Author: Rose Burnhouse
Series: Hellhound 1
Rating: Two Petals
On the Author's Website:
Author does not appear to have a website.
When a strange diary written by what seems to be a tormented, terrified child turns up in a bar in Idaho, detailing the grisly atrocities committed by the diarist's 'master', Special Agent Sylvester thinks he may finally have a lead on his killer. The diary also brings in Tristan Lau, Walker's colleague with benefits and a man with a stubborn case of his own.
As their cases prove connected in ways they never could have anticipated, Walker finds himself guiding Lau through a secret world of magic even as their own connection deepens.
I received this book via the publisher in exchange for an honest review.
Walker and Lau are work partners trying to solve a series of brutal murders and disappearances. They travel together to a town where their case suddenly gets weird. There's a giant, red-eyed dog running around and tearing people's throats out. Figuring out who is kidnapping children and stopping them, all while dealing with the dog, gave this story a nice balance of different plot lines that I enjoyed.
This story is utterly lacking in description, but that appears to be a stylistic choice. The reader is thrust into what appears to be a mundane world, except every once in a while tidbits of magic are suddenly introduced. How magic is used, how Walker came to learn about the magic, and even the particular spells in use in the story are never given any depth. I felt like I was floundering and lost, trying to catch up with what was happening, yet that seems to be the point. The world in this book is the normal world and I should already know it; learning as I go along is the stylistic choice I believe Burnhouse made here for the readers. It was definitely a difficult way to get into the book and it made it hard to follow the plot, but it wasn't bad overall.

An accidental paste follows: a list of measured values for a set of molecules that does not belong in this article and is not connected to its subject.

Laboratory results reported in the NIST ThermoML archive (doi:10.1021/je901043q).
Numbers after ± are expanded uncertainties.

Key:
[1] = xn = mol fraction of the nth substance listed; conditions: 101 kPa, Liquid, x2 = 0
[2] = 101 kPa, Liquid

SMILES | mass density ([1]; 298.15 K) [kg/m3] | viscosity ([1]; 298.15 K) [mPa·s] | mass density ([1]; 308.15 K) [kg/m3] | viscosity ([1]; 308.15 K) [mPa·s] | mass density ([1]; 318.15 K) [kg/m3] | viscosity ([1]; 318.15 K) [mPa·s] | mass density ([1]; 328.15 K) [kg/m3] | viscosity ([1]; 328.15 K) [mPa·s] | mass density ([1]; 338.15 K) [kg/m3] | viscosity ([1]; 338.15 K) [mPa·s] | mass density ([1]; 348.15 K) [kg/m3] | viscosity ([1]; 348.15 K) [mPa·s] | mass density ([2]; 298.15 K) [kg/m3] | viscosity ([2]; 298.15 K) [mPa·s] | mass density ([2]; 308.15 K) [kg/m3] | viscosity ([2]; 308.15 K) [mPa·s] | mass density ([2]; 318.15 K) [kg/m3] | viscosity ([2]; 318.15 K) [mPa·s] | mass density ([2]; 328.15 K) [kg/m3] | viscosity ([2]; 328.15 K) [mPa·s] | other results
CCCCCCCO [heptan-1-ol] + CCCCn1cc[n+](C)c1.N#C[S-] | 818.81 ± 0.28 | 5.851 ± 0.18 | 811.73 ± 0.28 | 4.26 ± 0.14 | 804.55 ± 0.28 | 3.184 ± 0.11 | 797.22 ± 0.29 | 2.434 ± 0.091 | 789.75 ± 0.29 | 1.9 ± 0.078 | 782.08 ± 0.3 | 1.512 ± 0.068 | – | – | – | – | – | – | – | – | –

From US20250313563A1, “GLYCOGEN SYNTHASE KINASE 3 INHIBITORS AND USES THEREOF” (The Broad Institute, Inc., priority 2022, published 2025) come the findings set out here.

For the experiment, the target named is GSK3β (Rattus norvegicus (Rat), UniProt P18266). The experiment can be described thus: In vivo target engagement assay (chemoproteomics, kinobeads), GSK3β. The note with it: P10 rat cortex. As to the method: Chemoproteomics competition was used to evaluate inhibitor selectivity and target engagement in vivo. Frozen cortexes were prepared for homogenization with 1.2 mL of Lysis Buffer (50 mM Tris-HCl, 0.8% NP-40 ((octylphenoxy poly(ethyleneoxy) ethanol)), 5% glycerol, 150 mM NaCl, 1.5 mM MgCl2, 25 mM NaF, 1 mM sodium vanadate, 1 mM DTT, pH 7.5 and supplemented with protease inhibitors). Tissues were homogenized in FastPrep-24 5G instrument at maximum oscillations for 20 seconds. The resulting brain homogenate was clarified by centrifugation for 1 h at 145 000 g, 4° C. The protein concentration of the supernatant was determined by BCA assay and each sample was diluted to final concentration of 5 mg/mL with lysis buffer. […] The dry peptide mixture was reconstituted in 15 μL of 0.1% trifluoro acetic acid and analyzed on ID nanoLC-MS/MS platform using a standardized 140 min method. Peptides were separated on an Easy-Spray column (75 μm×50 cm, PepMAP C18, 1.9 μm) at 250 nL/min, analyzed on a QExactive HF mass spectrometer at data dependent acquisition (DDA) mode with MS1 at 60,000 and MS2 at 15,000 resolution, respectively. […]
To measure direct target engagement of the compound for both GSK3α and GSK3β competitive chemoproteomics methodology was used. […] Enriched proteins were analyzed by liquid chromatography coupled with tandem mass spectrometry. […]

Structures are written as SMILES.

This book was definitely difficult to read. There wasn't enough description anywhere for me to feel like I fully understood what was happening or to have an appreciation for the plot, characters, or the world itself. I feel like this might have been a stylistic choice made by the author since it's so blatant, but I still can't recommend this book.
Maggie reviews paranormal and fantasy novels and novellas. She also interviews authors and hosts giveaways.